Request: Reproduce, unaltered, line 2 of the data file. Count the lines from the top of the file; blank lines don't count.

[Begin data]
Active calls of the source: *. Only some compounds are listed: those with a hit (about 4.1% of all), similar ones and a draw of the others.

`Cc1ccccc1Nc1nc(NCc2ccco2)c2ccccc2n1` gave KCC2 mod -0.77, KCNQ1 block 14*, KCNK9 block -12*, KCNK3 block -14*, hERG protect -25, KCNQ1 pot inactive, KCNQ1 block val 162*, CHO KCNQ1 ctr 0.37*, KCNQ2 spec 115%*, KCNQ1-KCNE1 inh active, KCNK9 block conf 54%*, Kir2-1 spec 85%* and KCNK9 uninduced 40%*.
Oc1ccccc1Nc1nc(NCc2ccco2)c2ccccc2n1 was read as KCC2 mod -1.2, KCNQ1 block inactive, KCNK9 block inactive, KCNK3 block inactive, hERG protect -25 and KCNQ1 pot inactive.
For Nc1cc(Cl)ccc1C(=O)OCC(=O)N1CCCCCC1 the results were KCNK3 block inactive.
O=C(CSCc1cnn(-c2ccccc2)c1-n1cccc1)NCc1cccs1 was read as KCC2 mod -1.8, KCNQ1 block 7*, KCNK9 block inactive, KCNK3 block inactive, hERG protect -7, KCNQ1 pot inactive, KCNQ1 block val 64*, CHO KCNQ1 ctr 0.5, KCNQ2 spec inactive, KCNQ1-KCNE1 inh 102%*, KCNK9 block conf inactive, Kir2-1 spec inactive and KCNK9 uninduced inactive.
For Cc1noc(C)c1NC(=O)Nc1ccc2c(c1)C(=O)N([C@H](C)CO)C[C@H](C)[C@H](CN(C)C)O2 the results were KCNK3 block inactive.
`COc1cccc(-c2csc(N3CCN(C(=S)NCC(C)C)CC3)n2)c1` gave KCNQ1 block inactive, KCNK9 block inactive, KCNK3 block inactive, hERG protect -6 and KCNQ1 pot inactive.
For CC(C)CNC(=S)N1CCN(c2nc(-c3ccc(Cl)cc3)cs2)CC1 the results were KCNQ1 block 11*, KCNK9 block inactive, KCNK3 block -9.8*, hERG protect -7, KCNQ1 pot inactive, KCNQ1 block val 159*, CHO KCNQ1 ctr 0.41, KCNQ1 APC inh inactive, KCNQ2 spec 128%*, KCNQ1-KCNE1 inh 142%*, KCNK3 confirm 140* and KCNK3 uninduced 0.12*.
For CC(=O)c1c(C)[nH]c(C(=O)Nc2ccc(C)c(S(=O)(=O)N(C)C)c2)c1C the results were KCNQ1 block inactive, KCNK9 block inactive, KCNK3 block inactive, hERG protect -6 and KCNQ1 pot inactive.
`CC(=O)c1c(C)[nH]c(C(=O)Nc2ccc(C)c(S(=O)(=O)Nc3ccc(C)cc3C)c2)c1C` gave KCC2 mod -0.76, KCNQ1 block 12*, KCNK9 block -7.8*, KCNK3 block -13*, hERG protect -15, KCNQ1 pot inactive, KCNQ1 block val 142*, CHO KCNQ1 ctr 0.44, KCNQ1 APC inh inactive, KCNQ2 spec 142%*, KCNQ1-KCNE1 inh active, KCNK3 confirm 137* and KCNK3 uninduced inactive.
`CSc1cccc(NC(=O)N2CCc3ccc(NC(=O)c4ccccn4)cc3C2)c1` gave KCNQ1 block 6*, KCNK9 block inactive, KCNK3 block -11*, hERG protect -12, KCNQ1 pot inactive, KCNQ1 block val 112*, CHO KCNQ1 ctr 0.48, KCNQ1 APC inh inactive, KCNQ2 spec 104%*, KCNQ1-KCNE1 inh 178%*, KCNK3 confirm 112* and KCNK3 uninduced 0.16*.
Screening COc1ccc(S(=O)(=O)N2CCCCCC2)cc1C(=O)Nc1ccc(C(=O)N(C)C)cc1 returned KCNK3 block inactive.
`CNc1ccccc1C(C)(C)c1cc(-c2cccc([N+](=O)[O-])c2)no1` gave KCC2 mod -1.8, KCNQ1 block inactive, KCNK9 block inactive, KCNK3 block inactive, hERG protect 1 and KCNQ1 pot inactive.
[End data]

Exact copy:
`Cc1ccccc1Nc1nc(NCc2ccco2)c2ccccc2n1` gave KCC2 mod -0.77, KCNQ1 block 14*, KCNK9 block -12*, KCNK3 block -14*, hERG protect -25, KCNQ1 pot inactive, KCNQ1 block val 162*, CHO KCNQ1 ctr 0.37*, KCNQ2 spec 115%*, KCNQ1-KCNE1 inh active, KCNK9 block conf 54%*, Kir2-1 spec 85%* and KCNK9 uninduced 40%*.